Is this ‘The Conversation’?

Inspired by Laurel Papworth.

She writes:

In a way, they are like traditional media. They provide the original source of content that usually creates our discontent.

You know it’s funny; there is one very successful YouTube video creator who I never understood. But I was reading The Daily Telegraph a week ago, reading the letters and editorials (about nothing of very much interest) and I had such a revelation!

The purpose isn’t to provide information so much as it is to get people excited (or “pissed off” to borrow from the local vernacular). And then people would react and respond, either being asked randomly off the streets of Sydney for their opinion, or adding comments via email or snail mail or SMS services.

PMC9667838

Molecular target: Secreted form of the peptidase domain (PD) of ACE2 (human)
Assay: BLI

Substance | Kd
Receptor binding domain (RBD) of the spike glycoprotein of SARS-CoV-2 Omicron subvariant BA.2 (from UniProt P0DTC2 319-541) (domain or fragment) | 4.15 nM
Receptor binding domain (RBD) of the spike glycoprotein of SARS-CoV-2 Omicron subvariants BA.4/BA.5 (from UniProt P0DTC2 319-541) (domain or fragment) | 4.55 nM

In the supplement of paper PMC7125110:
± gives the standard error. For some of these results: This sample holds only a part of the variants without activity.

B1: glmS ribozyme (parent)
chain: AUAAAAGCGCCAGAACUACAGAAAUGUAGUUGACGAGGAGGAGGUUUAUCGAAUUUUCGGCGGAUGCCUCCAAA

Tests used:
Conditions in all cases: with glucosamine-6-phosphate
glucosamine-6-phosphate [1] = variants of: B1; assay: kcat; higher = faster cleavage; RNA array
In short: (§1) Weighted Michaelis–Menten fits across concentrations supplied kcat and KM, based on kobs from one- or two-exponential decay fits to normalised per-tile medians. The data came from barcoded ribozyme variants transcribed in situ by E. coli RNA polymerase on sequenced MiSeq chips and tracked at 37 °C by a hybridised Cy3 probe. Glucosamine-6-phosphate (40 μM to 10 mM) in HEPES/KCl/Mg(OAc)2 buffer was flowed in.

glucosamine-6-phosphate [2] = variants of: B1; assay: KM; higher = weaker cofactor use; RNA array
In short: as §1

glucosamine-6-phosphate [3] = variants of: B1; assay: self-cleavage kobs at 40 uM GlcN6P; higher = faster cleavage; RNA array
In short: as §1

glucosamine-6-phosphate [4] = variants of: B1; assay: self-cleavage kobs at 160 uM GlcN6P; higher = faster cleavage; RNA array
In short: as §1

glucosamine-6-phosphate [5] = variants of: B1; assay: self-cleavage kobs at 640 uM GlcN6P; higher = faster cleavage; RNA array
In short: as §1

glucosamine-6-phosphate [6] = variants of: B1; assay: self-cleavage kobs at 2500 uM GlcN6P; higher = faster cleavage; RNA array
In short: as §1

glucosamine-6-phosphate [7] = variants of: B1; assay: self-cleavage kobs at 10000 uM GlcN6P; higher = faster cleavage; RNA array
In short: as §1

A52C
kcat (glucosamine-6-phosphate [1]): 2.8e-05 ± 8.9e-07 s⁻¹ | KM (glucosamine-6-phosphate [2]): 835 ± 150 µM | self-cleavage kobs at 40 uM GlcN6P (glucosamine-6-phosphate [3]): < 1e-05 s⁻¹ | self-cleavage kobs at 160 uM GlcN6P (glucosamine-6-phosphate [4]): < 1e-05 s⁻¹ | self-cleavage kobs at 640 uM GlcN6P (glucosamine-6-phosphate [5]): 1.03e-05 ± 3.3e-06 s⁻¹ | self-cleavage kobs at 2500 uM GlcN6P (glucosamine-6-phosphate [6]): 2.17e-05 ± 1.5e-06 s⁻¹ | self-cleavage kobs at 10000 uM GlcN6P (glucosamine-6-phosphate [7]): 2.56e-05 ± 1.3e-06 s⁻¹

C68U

And then these people would buy the newspapers again (or read online), react to new articles as well as other people’s reactions to their earlier feedback.

My heart sunk a little.

Isn’t this what the much heralded “conversation” is?

Does this mean that the most “engaging” forums will be not those that offer the greatest insights and quality information, but merely those most talented in arousing emotional frenzy in others?

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